After a newspaper career with stops in the sports, news and features departments of the Chattanooga News-Free Press, Chattanooga Free Press and Chattanooga Times Free Press, I began my tenure last week as editor of the Chattanooga Free Press editorial page.
For all but about two years of my life, Lee Anderson was the editor of this page. I worked under him when he was, in effect, also the managing editor of the newspaper and knew him to be a community-minded, patriotic, fair and compassionate man.
He is both a fiscal conservative and a social conservative, and I hope readers of this page will find I am the same, with the perspective of a baby boomer rather than a member of the Greatest Generation.
Anderson is unashamedly a Christian and he called on his faith when considering his editorial opinions. I am cut from the same faith cloth, with the additional frame of reference of having covered a wide variety of faiths as well as an array of Christian denominations on the religion "beat" for the last 14-plus years.
As a lifelong Chattanoogan, I hail from a family that operated a small business, Cooper's Office Supply on Cherry Street, from 1931 to 2010. Though we were comfortable, my brothers, sister and I understood that profits from the retail firm were plowed back into the business. In other words, we ate from no silver spoons.
So I will write with the viewpoint of the importance of small business, of keeping it strong and of making sure it is not strangled by the ever hungry mouth of government -- local, state or national.
I was educated in public schools, Woodmore Elementary, Dalewood Junior and Brainerd High School. It pains me to see that two of these, Woodmore and Brainerd, which in their day were considered the cream of the crop, have in recent years been judged the worst of the worst. I long to see the day when these two schools, which have reportedly made turnarounds, again take their place as the best in the city.
With two teachers in my family and a son who wants to become one, I'm a huge fan of teachers and know the difference they can make in the life of a child. Many did so for me. What I'm not so wild about is the education bureaucracy, so I'll be as supportive of teachers as I can be, but not so much the controlling hands that want primacy.
More than 30 years ago, the University of Tennessee at Chattanooga issued me a Bachelor of Arts degree, and UTC is where I took some post-graduate steps toward an additional degree in education. Today, the university employs my wife and is helping educate my son, who would like to teach middle-schoolers. Lots of good things are going on at UTC, but it is a government-funded institution and therefore deserves scrutiny as well as praise.
But let me step back for a moment.
Ours was a two-newspaper family.
In the morning over my Cocoa Krispies at the kitchen table, I read the Chattanooga Times before school. For some reason, the summer of 1966, the year after I finished second grade, seemed to be when I began reading the paper. And, strange as it may seem, the specific stories that stand out that summer were one about eight student nurses killed in Chicago and one about the University of Texas bell tower shooting (on my eighth birthday, of all days).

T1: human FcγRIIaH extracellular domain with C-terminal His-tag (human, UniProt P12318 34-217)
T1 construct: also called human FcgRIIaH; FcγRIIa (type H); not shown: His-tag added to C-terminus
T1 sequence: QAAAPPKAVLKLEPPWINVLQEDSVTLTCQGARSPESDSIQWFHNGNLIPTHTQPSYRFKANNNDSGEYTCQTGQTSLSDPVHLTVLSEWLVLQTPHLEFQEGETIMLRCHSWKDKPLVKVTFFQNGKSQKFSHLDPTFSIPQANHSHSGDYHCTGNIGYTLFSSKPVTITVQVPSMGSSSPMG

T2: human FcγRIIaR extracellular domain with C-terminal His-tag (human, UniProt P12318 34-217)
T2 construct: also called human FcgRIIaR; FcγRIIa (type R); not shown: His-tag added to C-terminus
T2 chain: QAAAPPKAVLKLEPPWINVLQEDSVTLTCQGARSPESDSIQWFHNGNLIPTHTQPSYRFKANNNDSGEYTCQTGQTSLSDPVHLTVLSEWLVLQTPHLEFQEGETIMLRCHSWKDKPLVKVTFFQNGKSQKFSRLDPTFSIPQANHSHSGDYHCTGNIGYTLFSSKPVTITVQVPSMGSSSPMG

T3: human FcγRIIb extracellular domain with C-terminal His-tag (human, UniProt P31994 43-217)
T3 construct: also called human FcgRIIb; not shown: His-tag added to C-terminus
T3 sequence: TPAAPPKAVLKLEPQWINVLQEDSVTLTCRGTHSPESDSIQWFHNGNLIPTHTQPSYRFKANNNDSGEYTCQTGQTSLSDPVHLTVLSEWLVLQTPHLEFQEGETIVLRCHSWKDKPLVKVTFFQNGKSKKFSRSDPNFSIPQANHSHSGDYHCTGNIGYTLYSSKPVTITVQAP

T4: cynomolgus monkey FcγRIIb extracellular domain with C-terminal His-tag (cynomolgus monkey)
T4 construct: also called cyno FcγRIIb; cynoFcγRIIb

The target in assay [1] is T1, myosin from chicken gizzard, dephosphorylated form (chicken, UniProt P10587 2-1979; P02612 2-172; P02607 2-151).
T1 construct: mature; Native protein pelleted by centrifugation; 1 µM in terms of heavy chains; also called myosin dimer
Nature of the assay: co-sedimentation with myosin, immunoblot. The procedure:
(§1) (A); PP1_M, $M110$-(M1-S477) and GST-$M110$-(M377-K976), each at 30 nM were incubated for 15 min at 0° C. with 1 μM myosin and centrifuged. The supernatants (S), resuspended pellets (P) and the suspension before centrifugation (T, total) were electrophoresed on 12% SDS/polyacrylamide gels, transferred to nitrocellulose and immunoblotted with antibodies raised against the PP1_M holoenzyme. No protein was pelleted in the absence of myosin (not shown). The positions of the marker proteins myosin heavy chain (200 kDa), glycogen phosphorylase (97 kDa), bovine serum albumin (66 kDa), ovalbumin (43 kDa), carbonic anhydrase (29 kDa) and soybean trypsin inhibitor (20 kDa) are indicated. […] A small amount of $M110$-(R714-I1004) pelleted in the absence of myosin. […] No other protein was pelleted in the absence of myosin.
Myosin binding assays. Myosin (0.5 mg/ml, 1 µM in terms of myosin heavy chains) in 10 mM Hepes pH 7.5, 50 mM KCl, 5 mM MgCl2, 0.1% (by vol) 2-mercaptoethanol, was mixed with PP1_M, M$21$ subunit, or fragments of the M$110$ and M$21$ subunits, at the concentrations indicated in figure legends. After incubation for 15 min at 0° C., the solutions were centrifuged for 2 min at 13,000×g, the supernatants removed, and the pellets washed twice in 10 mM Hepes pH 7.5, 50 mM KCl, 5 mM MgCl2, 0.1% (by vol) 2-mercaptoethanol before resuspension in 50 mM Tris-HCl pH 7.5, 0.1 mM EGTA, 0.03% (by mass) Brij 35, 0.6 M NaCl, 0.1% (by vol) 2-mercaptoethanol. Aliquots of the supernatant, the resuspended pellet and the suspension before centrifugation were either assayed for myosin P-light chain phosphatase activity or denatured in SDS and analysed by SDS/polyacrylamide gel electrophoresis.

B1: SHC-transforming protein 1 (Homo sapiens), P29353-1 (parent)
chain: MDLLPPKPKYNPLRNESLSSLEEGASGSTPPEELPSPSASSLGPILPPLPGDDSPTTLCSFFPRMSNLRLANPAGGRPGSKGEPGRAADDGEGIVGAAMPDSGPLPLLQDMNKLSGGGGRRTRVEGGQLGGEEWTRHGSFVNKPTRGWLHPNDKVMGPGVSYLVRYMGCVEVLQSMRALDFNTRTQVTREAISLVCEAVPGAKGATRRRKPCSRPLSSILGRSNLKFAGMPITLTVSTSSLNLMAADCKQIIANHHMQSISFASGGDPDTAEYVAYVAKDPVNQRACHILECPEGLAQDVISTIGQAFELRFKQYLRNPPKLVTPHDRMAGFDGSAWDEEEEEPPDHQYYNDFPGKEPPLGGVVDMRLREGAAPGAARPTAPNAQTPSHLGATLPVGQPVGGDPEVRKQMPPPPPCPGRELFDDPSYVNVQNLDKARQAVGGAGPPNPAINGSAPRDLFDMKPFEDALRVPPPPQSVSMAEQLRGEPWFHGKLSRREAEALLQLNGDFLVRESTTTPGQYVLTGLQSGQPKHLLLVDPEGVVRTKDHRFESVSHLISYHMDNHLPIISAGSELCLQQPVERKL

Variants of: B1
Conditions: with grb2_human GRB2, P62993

In the afternoons after school, I poured over the Chattanooga News-Free Press as I lay spread-eagle across the footstool in our living room. During summers, I also tried to catch the paper in the air as the driver threw it out the window of his white Ford Bronco. By the late 1960s, I couldn't wait to read the Major League Baseball trade rumors and inside dope from sports writer Allan Morris.
Within a few days of each other early in August 1976, less than two months after I graduated from high school, sports writers Larry Fleming of the Chattanooga Times and Mark McCarter of the Chattanooga News-Free Press approached me at my perch as scoreboard operator at Engel Stadium and asked if I would have any interest in covering sports for their newspapers on a part-time basis.
Would I? You bet! Before long, having worked at the Times for four weeks because Fleming had asked first and then at the News-Free Press because it had offered me more hours, the ink was in my blood.
What a long, strange trip it has been.
My first month as a sports writer saw me use a red Flair pen in the rain at the first high school football game I was to byline (don't try this) and misspell one subject's name in my second high school football feature story. In case you're wondering, those weren't the last two bloopers I have make.
Through the years, my stories in the sports department covered everything from a oiled-to-the-hilt woman bodybuilder to the World Series.
At the merged Times Free Press, under the Metro/City banner, I was thrown out of an interview with former President George H.W. Bush and former First Lady Barbara Bush by the Secret Service, among other adventures, but that's a story for another day.
In the features department, I was privileged to meet clergypeople of all kinds, write about the coolest technology trends (that were out of date in six months), visit operating rooms for surgeries, drool over beautiful houses and home renovation jobs, and prepare recipes I had wanted to make for years.
Now, I hope to engage readers on the issues of the day, with the help of the traditions of the past and the perspective of a lifelong resident. Won't you join me?